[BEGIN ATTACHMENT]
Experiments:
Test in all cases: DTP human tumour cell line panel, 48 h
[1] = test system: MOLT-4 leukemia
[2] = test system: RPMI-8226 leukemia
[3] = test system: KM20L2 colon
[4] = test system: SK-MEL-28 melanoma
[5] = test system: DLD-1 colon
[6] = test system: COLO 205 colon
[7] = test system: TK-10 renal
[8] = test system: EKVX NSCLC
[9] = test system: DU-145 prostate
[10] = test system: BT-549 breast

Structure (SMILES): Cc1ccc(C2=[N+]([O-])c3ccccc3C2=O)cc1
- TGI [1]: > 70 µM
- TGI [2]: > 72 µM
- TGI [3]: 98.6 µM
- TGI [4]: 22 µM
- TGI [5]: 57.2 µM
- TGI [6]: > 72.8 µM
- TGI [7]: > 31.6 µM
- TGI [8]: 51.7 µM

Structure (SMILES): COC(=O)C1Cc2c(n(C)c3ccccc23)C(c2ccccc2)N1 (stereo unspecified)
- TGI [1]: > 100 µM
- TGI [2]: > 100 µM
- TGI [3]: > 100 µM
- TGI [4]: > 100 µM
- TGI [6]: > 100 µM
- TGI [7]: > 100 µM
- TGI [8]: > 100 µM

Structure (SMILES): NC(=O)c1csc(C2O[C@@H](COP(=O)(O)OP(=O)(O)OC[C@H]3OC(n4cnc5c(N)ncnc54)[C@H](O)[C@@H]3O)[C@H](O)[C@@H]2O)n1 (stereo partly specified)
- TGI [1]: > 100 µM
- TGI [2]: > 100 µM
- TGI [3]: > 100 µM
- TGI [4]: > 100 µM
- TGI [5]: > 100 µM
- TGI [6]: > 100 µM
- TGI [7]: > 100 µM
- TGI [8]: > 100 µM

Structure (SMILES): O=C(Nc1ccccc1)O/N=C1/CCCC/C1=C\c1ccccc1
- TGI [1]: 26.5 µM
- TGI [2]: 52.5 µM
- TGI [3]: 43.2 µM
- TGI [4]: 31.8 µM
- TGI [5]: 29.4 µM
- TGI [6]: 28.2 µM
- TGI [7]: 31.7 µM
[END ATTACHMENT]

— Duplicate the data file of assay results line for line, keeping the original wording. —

Experiments:
Test in all cases: DTP human tumour cell line panel, 48 h
[1] = test system: MOLT-4 leukemia
[2] = test system: RPMI-8226 leukemia
[3] = test system: KM20L2 colon
[4] = test system: SK-MEL-28 melanoma
[5] = test system: DLD-1 colon
[6] = test system: COLO 205 colon
[7] = test system: TK-10 renal
[8] = test system: EKVX NSCLC
[9] = test system: DU-145 prostate
[10] = test system: BT-549 breast

Structure (SMILES): Cc1ccc(C2=[N+]([O-])c3ccccc3C2=O)cc1
- TGI [1]: > 70 µM
- TGI [2]: > 72 µM
- TGI [3]: 98.6 µM
- TGI [4]: 22 µM
- TGI [5]: 57.2 µM
- TGI [6]: > 72.8 µM
- TGI [7]: > 31.6 µM
- TGI [8]: 51.7 µM

Structure (SMILES): COC(=O)C1Cc2c(n(C)c3ccccc23)C(c2ccccc2)N1 (stereo unspecified)
- TGI [1]: > 100 µM
- TGI [2]: > 100 µM
- TGI [3]: > 100 µM
- TGI [4]: > 100 µM
- TGI [6]: > 100 µM
- TGI [7]: > 100 µM
- TGI [8]: > 100 µM

Structure (SMILES): NC(=O)c1csc(C2O[C@@H](COP(=O)(O)OP(=O)(O)OC[C@H]3OC(n4cnc5c(N)ncnc54)[C@H](O)[C@@H]3O)[C@H](O)[C@@H]2O)n1 (stereo partly specified)
- TGI [1]: > 100 µM
- TGI [2]: > 100 µM
- TGI [3]: > 100 µM
- TGI [4]: > 100 µM
- TGI [5]: > 100 µM
- TGI [6]: > 100 µM
- TGI [7]: > 100 µM
- TGI [8]: > 100 µM

Structure (SMILES): O=C(Nc1ccccc1)O/N=C1/CCCC/C1=C\c1ccccc1
- TGI [1]: 26.5 µM
- TGI [2]: 52.5 µM
- TGI [3]: 43.2 µM
- TGI [4]: 31.8 µM
- TGI [5]: 29.4 µM
- TGI [6]: 28.2 µM
- TGI [7]: 31.7 µM